To many church members it is a temptation to give head to such counsel.   The attractions and desires of this world agree with our own sinful nature, and many are still untrained in putting to death the desires of their flesh.  Many who call themselves Christian don’t know anymore what it means to deny yourself and to crucify your own desires.   They will be carried away by any teaching that promises them liberty. 

 

Now, the design of the apostle Peter, here in this epistle, is to warn us against such an attitude towards life.   The purpose of our life in this world is not to enjoy this life as much as possible.   When our eyes are focused on Christ’s coming, then our purpose in life and our lifestyle is characterised by an intense pursuit after holiness and godliness.

That is the context of our text.   The apostle refutes the scoff of scoffers, and reaffirms the certainty of Christ’s coming, in order that our whole life may be characterised by this expectation.

 

Before we move on, there is still one thing that we have to note.   The apostle is not speaking about Christ’s coming in general, but he focuses on the fact that the coming of the Lord will be a day of judgment.   This world once perished in the flood, but next time it will be fire.   The earth is being “reserved for fire until the day of judgment and perdition of ungodly men” – verse 7.

 

And he calls that day “the day of the Lord” when he says that the day of the Lord will come as a thief in the night.

The day of the Lord will be Judgement Day.  

 

His description of the day of the Lord corresponds with the prophecies of old:

 

“Wail, for the day of the LORD is at hand!   It will come as destruction from the Almighty… Behold, the day of the LORD comes, cruel, with both wroth and fierce anger, to lay the land desolate; and He will destroy its sinners from it.   The stars of heaven and their constellations will not give their light; the sun will be darkened in its going forth, and the moon will not cause its light to shine.   I will punish the world for its evil, and the wicked for their iniquity…I will shake the heavens, and the earth will move out of her place, in the wrath of the LORD of hosts and in the day of His fierce anger.” – Isaiah 13: 6, 9, 13.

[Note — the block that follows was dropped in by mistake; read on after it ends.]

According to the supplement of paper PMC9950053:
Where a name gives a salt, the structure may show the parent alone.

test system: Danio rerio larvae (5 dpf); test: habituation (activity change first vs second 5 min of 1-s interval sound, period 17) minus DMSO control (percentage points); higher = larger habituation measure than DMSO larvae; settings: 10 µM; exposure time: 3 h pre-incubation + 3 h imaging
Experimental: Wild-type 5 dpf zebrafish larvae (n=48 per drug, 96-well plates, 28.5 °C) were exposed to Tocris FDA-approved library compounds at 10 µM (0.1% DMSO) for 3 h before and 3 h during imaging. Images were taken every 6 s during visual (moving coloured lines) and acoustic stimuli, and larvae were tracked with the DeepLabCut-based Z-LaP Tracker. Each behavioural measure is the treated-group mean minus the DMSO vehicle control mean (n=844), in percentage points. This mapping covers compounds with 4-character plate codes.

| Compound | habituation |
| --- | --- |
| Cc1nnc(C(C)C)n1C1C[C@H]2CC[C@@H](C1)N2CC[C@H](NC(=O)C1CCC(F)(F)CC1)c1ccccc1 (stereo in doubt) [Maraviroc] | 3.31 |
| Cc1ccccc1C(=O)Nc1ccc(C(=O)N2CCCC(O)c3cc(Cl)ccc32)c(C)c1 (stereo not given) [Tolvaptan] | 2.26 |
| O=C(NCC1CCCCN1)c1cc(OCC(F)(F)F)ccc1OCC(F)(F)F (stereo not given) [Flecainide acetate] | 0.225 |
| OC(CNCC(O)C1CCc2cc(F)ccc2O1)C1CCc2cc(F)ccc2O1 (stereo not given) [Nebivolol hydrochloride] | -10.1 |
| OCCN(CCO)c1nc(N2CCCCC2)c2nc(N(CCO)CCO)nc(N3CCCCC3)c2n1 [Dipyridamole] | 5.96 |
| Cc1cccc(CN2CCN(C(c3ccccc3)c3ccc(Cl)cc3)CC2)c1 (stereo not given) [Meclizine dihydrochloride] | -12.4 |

“Alas for the day!   For the day of the LORD is at hand; it shall come as destruction from the Almighty” – Joel 1: 15

 

“The sun shall be turned into darkness, and the moon into blood, before the coming of the great and awesome day of the LORD” – Joel 2: 31

 

“Multitudes, multitudes in the valley of decision!   For the day of the LORD is near in the valley of decision.” – Joel 3: 14

 

“The great day of the LORD is near; it is near and hastens quickly.   The noise of the day of the LORD is bitter; there the mighty men shall cry out.   That day is a day of wrath, a day of trouble and distress, a day of devastation and desolation, a day of darkness and gloominess, a day of clouds and thick darkness…” – Zephaniah 1: 14, 15

 

And so we could quote many passages that speak about the coming of “the day of the Lord”.  

The apostle Peter, then, describes the coming of the Lord as the coming of that great and awesome day of the Lord:

 

“The day of the Lord will come as a thief in the night, in which the heavens will pass away with a great noise, and the elements will melt with fervent heat; both the earth and the works that are in it will be burned up” – verse 10.

 

The scoffers say: Forget about Judgement Day!  

The apostle says: Remember Judgement Day!

 

That is the context.  Our text says that the Day of Judgement is surely coming.   When we have to wait thousands of years, it may feel to us as if it will never happen anymore.   The world just continues and nothing happens.   But the Lord is not postponing His coming, instead, He is only allowing time for repentance!

 

And so I proclaim God’s Word to you with this theme:

The Day of Judgement is coming

 

We will note:


1.      The scoffing of scoffers

2.      The certainty of the promise

3.      How we should respond to this promise


In the first place we note…

The Scoffing of Scoffers

 

In the last days scoffers will come, men who walk according to their own lust.   The apostle has already given us a description of these men in the previous chapter.   They are false teachers in the church.  They proclaim Christian liberty, while they themselves are slaves of sin.   They turn the grace of God into lawlessness.  

 

Here in chapter 3 the apostle now mentions the reason for their lawlessness: Judgment Day has slipped out of their minds.